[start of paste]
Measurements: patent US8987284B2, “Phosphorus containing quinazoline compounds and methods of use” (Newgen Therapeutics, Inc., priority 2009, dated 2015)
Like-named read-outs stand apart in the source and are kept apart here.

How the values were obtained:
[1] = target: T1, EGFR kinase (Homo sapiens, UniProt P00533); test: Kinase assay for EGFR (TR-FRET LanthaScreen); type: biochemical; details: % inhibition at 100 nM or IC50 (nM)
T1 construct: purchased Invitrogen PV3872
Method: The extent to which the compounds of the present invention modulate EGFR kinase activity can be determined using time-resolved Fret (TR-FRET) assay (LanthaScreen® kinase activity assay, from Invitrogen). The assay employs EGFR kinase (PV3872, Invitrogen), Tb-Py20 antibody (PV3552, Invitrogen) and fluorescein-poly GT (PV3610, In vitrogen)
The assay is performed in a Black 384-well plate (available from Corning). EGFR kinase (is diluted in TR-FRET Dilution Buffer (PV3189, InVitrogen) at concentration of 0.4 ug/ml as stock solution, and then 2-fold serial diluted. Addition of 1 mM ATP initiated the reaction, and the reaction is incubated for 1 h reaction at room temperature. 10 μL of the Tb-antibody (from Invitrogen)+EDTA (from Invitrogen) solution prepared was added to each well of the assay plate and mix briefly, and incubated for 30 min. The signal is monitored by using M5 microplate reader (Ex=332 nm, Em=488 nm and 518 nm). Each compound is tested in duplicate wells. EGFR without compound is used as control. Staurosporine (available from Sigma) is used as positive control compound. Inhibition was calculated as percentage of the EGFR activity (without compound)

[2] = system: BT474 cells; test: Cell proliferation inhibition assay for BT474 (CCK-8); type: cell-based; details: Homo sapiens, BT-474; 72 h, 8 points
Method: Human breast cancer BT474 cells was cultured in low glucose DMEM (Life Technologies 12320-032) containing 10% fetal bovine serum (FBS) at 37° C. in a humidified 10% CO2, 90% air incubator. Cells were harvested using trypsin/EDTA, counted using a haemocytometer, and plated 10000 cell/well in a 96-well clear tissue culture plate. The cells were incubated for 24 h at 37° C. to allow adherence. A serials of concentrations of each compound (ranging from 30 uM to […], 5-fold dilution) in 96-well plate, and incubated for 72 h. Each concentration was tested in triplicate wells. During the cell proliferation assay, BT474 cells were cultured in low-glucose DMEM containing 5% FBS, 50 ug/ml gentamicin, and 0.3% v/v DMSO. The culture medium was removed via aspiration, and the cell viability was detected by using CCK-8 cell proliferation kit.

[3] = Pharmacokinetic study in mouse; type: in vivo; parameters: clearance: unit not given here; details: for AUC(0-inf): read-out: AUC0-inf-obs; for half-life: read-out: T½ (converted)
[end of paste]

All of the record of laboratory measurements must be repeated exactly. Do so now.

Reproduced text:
Measurements: patent US8987284B2, “Phosphorus containing quinazoline compounds and methods of use” (Newgen Therapeutics, Inc., priority 2009, dated 2015)
Like-named read-outs stand apart in the source and are kept apart here.

How the values were obtained:
[1] = target: T1, EGFR kinase (Homo sapiens, UniProt P00533); test: Kinase assay for EGFR (TR-FRET LanthaScreen); type: biochemical; details: % inhibition at 100 nM or IC50 (nM)
T1 construct: purchased Invitrogen PV3872
Method: The extent to which the compounds of the present invention modulate EGFR kinase activity can be determined using time-resolved Fret (TR-FRET) assay (LanthaScreen® kinase activity assay, from Invitrogen). The assay employs EGFR kinase (PV3872, Invitrogen), Tb-Py20 antibody (PV3552, Invitrogen) and fluorescein-poly GT (PV3610, In vitrogen)
The assay is performed in a Black 384-well plate (available from Corning). EGFR kinase (is diluted in TR-FRET Dilution Buffer (PV3189, InVitrogen) at concentration of 0.4 ug/ml as stock solution, and then 2-fold serial diluted. Addition of 1 mM ATP initiated the reaction, and the reaction is incubated for 1 h reaction at room temperature. 10 μL of the Tb-antibody (from Invitrogen)+EDTA (from Invitrogen) solution prepared was added to each well of the assay plate and mix briefly, and incubated for 30 min. The signal is monitored by using M5 microplate reader (Ex=332 nm, Em=488 nm and 518 nm). Each compound is tested in duplicate wells. EGFR without compound is used as control. Staurosporine (available from Sigma) is used as positive control compound. Inhibition was calculated as percentage of the EGFR activity (without compound)

[2] = system: BT474 cells; test: Cell proliferation inhibition assay for BT474 (CCK-8); type: cell-based; details: Homo sapiens, BT-474; 72 h, 8 points
Method: Human breast cancer BT474 cells was cultured in low glucose DMEM (Life Technologies 12320-032) containing 10% fetal bovine serum (FBS) at 37° C. in a humidified 10% CO2, 90% air incubator. Cells were harvested using trypsin/EDTA, counted using a haemocytometer, and plated 10000 cell/well in a 96-well clear tissue culture plate. The cells were incubated for 24 h at 37° C. to allow adherence. A serials of concentrations of each compound (ranging from 30 uM to […], 5-fold dilution) in 96-well plate, and incubated for 72 h. Each concentration was tested in triplicate wells. During the cell proliferation assay, BT474 cells were cultured in low-glucose DMEM containing 5% FBS, 50 ug/ml gentamicin, and 0.3% v/v DMSO. The culture medium was removed via aspiration, and the cell viability was detected by using CCK-8 cell proliferation kit.

[3] = Pharmacokinetic study in mouse; type: in vivo; parameters: clearance: unit not given here; details: for AUC(0-inf): read-out: AUC0-inf-obs; for half-life: read-out: T½ (converted)